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Bayesian Statistics

Updated on April 29, 2024
Article byJyotsna Suthar
Edited byAshish Kumar Srivastav
Reviewed byDheeraj Vaidya, CFA, FRM

Bayesian Statistics Definition

Bayesian statistics in mathematics refers to a statistical tool used to validate uncertain events through conditional probability. The main purpose of this tool is to incorporate prior or new parameters into an event, making it easier to ascertain the probability of an uncertain outcome.

Bayesian Statistics Definition

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When dealing with two events (A and B), the initial step is to define the probability of an outcome. After framing the problem or hypothesis, it’s essential to establish a prior belief by considering similar studies and experiments. Subsequently, data is collected, and Bayes’s theorem is applied to the parameters, simplifying the determination of outcomes, especially for beginners.

Key Takeaways

  • Bayesian statistics is a research tool utilized to ascertain the probability of events under uncertain conditions, employing the method of conditional probabilities.
  • British statistician Thomas Bayes introduced this concept during the 18th century, presenting a paper to the Royal Society in 1763.
  • The formula of Bayes theorem incorporates prior probability, likelihood, and posterior probabilities, proving effective for small and random sample sizes.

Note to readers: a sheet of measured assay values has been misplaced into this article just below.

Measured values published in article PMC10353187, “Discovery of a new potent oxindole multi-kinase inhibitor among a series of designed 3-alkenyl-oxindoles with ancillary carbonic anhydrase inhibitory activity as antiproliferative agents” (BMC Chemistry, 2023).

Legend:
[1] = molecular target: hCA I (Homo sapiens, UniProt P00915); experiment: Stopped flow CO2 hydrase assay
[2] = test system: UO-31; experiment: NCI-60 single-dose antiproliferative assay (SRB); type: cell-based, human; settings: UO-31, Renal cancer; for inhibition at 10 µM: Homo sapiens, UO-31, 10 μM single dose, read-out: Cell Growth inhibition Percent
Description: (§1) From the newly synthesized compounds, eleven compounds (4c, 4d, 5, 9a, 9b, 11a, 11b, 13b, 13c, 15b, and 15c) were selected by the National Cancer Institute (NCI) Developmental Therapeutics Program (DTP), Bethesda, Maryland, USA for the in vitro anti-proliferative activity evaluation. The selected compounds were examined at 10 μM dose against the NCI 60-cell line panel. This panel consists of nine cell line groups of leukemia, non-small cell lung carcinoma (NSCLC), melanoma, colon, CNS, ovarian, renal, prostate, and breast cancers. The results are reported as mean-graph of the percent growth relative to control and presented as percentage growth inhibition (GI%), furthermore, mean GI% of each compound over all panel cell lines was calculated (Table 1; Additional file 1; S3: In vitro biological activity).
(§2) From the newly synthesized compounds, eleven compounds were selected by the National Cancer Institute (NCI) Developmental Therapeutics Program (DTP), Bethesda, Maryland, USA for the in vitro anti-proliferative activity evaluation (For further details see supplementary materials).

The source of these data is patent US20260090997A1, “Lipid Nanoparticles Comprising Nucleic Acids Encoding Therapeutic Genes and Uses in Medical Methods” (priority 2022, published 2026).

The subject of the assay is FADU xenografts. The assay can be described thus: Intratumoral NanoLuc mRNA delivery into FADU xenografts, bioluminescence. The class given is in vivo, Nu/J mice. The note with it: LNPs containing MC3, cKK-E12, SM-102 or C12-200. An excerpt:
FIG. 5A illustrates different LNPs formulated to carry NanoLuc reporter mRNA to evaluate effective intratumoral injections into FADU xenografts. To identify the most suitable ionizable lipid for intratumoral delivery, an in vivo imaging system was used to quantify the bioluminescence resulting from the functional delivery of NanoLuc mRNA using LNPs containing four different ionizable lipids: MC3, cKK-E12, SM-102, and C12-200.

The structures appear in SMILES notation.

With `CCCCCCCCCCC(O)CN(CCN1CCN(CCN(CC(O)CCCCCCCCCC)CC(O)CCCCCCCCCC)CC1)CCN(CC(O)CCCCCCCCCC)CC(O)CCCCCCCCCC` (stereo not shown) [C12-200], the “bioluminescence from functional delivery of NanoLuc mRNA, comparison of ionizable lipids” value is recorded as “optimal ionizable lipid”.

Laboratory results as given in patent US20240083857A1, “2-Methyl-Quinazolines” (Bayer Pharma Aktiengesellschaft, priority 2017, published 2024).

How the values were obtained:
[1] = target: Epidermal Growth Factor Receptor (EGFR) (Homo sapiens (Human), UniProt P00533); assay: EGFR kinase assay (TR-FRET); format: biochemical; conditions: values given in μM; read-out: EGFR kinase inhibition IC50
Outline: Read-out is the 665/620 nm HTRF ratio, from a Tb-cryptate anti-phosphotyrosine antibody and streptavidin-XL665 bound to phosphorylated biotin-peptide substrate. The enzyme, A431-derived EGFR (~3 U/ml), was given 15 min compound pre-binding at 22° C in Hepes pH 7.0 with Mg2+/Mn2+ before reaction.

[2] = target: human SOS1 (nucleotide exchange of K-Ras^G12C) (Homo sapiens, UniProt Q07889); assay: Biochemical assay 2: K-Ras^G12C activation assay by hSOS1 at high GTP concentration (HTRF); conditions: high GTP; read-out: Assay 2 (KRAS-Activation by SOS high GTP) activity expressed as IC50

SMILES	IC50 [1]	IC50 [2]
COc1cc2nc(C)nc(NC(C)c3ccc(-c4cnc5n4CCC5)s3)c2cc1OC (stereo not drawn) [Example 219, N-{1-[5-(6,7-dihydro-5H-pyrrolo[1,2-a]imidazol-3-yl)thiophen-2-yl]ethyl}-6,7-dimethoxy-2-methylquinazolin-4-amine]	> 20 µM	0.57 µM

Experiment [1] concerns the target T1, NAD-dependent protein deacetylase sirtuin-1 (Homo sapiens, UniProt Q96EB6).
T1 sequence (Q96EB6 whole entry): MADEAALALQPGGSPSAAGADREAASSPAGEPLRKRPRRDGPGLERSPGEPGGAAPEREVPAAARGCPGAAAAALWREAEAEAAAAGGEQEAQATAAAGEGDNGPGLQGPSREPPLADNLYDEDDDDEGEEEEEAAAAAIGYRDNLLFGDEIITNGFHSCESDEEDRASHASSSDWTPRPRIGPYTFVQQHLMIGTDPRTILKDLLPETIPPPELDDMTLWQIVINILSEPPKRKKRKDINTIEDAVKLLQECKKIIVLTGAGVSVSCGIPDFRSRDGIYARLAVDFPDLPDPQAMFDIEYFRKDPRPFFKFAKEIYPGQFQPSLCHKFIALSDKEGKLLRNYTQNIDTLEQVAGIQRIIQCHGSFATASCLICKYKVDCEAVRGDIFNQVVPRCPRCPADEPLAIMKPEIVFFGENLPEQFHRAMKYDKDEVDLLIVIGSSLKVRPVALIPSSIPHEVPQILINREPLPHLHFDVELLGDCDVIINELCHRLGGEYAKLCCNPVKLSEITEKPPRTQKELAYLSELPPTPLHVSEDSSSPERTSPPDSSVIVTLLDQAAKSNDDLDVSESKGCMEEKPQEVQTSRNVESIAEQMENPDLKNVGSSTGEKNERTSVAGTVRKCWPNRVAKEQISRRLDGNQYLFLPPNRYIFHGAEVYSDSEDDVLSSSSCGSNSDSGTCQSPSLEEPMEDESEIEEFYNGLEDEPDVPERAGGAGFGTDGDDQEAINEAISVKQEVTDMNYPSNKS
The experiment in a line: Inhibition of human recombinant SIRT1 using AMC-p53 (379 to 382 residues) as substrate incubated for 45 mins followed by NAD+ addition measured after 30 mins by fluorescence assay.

• This statistical model finds application in various fields, including machine learning, medical research, physics, finance, commerce, etc.

Bayesian Statistics Explained

Bayesian statistics is a statistical method that applies conditional probability to determine the occurrence of an event, taking into account previous outcomes with similar occurrences. The introduction of Bayesian statistics dates back to the 18th century in the United Kingdom. Pioneer and statistician Thomas Bayes presented his arguments in a paper to the Royal Society in 1763. However, the modern prevalence of the Bayesian concept emerged in the 1950s and 1960s.

The Bayesian statistics book uses various parameters and conditions, with probability being the major tool. It includes prior and posterior probability. Here, the prior probability considers events with similar occurrences, while the latter is the updated probability after observing a new data set. The combined effect of both results in Bayesian events.

Additionally, Bayesian statistics considers the likelihood of an event, aiding in determining how likely a hypothesis or event is to occur. This function observes a dataset, relates it to a hypothesis, and estimates the probability. Once estimated, users can apply the formula for Bayes’s rule or conditional probability, as suggested in the Bayesian statistics book. The equation for Bayes’s theorem is as follows:

P (A|B) = P (A ⋂ B)/ P (B) = {P (A) * P(B|A)}/P (B)

Here, P (A) and P (B) are the respective events with their probabilities. P(A|B) depicts the probability of event A with B. The same goes for P(B|A), which depicts the probability of B with A. And lastly, P(A ⋂ B) is the probability of both events occurring simultaneously.

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Examples

Let us look at some examples to comprehend Bayesian statistics:

Example #1

Suppose Jenny is a researcher who wants to gather statistical data for her upcoming project. She wants to know the probability of average Americans in San Francisco consuming vegan food. So, she agrees to collect the data from and around a majority population. Here is the following data from 200 participants: